What Does Xi Jinping’s Top-Down Leadership Mean for Innovation in China? (October 27, 2016, ChinaFile)
Working with our colleagues at Mercator Institute for China Studies (MERICS) in Berlin, we asked contributors about the potential impact of Xi’s shift toward increased top-down leadership on political life, governance, the economy, and other aspects of Chinese society.

Can China Finally Solve Its Corruption Problem? (October 29, 2016, The Diplomat)
Yet despite the unprecedented number of investigations and arrests, one flaw remains: the intra-Party governance system is currently only as strong as the man in charge. Right now, that man is Wang Qishan, head of the Central Commission for Discipline Inspection (CCDI) and a noted political troubleshooter who ascended to the Politburo Standing Committee alongside Xi in 2012. Wang’s oversight is seen as crucial to the success of the campaign to date, but his age means he will likely be forced to retire at next year’s Party congress.

Cai Qi Appointed Acting Mayor of Beijing (October 31, 2016, Caixin)
Cai Qi, Deputy Director of the General Office of the Communist Party’s National Security Commission, was appointed acting mayor of Beijing, replacing Wang Anshun, Beijing TV reported Monday. Cai, born in December 1955 in Fujian province, has a doctoral degree in economics. He worked in Zhejiang province from 1999 to 2013 and was promoted to vice governor of Zhejiang in November 2013.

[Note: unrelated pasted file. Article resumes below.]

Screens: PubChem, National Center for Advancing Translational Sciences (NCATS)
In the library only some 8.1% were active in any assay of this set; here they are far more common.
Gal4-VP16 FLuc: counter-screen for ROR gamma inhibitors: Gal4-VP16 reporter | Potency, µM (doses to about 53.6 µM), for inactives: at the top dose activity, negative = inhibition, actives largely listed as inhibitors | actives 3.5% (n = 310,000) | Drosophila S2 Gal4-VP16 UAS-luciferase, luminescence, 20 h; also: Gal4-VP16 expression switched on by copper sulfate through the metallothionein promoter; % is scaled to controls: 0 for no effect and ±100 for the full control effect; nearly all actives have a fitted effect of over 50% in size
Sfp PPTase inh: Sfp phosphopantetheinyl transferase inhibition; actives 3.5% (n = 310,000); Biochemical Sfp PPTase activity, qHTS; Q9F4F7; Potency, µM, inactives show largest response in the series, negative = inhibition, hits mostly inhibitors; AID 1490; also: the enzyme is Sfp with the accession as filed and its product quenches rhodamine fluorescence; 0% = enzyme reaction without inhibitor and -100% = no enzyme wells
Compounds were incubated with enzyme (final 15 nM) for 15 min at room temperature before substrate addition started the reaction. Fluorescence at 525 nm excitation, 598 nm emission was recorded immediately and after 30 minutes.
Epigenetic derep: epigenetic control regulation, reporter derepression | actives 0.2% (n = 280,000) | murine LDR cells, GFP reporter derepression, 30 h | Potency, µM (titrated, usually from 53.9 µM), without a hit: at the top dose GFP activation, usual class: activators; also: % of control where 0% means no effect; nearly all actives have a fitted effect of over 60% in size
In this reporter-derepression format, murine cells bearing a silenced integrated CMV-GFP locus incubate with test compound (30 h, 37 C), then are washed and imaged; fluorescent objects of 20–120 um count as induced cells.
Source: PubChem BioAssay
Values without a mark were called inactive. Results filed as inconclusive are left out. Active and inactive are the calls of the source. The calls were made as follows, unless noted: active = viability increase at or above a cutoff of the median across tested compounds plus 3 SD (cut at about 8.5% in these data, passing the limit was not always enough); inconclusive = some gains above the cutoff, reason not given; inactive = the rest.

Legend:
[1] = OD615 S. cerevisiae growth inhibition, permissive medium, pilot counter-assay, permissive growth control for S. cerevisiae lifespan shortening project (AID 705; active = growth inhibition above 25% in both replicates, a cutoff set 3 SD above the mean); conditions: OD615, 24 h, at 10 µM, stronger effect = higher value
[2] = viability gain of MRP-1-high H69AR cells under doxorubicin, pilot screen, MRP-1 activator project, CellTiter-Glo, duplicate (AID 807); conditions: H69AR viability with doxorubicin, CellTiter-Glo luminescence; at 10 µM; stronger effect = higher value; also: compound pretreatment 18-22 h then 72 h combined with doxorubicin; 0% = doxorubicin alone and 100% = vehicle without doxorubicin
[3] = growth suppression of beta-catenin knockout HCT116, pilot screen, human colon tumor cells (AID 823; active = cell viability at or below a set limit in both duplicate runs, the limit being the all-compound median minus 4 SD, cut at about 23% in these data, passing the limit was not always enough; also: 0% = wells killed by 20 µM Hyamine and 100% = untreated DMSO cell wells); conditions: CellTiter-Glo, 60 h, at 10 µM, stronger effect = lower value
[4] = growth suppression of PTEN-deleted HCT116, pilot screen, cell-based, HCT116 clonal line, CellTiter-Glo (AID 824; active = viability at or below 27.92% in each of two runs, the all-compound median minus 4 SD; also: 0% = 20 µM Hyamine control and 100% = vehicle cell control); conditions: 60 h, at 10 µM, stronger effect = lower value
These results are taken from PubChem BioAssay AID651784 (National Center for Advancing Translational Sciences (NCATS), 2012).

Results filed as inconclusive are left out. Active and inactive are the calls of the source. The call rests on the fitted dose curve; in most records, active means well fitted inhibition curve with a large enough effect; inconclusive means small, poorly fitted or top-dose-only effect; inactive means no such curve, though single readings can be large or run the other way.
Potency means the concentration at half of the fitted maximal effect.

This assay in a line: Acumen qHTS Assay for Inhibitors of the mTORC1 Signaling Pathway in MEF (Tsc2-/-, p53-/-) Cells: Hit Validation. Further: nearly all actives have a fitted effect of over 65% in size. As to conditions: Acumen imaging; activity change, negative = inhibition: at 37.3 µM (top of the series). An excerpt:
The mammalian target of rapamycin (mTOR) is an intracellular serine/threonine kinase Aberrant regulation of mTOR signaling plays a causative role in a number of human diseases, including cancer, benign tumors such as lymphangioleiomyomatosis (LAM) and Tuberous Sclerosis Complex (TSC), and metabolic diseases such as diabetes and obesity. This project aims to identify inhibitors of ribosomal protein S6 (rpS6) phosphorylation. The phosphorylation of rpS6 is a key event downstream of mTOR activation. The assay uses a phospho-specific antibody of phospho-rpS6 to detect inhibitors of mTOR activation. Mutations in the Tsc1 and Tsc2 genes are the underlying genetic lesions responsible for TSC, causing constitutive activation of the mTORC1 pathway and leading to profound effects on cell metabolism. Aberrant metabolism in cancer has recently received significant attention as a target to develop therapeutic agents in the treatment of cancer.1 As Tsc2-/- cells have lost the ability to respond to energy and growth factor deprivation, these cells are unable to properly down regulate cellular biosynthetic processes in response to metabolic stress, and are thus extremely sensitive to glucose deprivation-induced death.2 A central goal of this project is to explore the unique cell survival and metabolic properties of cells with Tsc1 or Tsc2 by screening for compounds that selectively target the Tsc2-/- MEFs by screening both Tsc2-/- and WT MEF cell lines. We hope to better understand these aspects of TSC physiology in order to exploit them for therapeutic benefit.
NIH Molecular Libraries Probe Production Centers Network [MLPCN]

Xi Jinping May be ‘Core Leader’ of China, but He’s Still Really Nervous (November 1, 2016, The New York Times)
Mr. Xi appears politically indomitable, but officials suggest he and other leaders are alarmed by broader, long-term dangers and by the party’s ability to weather them. Both considerations underpinned the leadership’s decision to go along with raising his status.

For China’s Leaders, Age Cap Is but a Moving Number (November 1, 2016, China Real Time)
The past three turnovers in the inner circle of China’s Communist Party leadership have come with an age guideline for retirement: Those 67 years old or younger could stay; those 68 or older had to go. Now, comments from a senior party functionary are adding fuel to speculation that President Xi Jinping may break with the norm at a once-every-five-years party congress late next year.